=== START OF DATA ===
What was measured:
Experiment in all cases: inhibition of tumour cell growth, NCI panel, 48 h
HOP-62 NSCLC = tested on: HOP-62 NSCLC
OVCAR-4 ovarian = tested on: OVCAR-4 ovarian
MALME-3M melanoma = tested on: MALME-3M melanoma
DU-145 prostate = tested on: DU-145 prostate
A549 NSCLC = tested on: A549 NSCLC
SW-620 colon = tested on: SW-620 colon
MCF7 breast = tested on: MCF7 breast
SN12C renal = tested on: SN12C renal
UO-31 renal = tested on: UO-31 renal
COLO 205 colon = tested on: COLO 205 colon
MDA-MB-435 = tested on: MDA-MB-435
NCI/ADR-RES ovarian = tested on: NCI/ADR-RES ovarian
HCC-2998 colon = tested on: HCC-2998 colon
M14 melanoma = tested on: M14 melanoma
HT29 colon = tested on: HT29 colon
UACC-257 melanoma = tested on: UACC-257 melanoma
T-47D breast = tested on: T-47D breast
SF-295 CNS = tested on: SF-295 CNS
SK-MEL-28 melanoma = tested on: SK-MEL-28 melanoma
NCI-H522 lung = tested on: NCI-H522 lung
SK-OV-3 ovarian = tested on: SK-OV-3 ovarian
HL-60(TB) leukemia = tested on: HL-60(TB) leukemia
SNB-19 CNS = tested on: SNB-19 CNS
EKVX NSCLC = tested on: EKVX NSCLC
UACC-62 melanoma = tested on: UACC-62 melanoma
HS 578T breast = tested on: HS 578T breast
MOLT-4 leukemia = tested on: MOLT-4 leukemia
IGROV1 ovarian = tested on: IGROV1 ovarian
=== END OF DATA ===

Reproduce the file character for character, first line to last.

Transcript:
What was measured:
Experiment in all cases: inhibition of tumour cell growth, NCI panel, 48 h
HOP-62 NSCLC = tested on: HOP-62 NSCLC
OVCAR-4 ovarian = tested on: OVCAR-4 ovarian
MALME-3M melanoma = tested on: MALME-3M melanoma
DU-145 prostate = tested on: DU-145 prostate
A549 NSCLC = tested on: A549 NSCLC
SW-620 colon = tested on: SW-620 colon
MCF7 breast = tested on: MCF7 breast
SN12C renal = tested on: SN12C renal
UO-31 renal = tested on: UO-31 renal
COLO 205 colon = tested on: COLO 205 colon
MDA-MB-435 = tested on: MDA-MB-435
NCI/ADR-RES ovarian = tested on: NCI/ADR-RES ovarian
HCC-2998 colon = tested on: HCC-2998 colon
M14 melanoma = tested on: M14 melanoma
HT29 colon = tested on: HT29 colon
UACC-257 melanoma = tested on: UACC-257 melanoma
T-47D breast = tested on: T-47D breast
SF-295 CNS = tested on: SF-295 CNS
SK-MEL-28 melanoma = tested on: SK-MEL-28 melanoma
NCI-H522 lung = tested on: NCI-H522 lung
SK-OV-3 ovarian = tested on: SK-OV-3 ovarian
HL-60(TB) leukemia = tested on: HL-60(TB) leukemia
SNB-19 CNS = tested on: SNB-19 CNS
EKVX NSCLC = tested on: EKVX NSCLC
UACC-62 melanoma = tested on: UACC-62 melanoma
HS 578T breast = tested on: HS 578T breast
MOLT-4 leukemia = tested on: MOLT-4 leukemia
IGROV1 ovarian = tested on: IGROV1 ovarian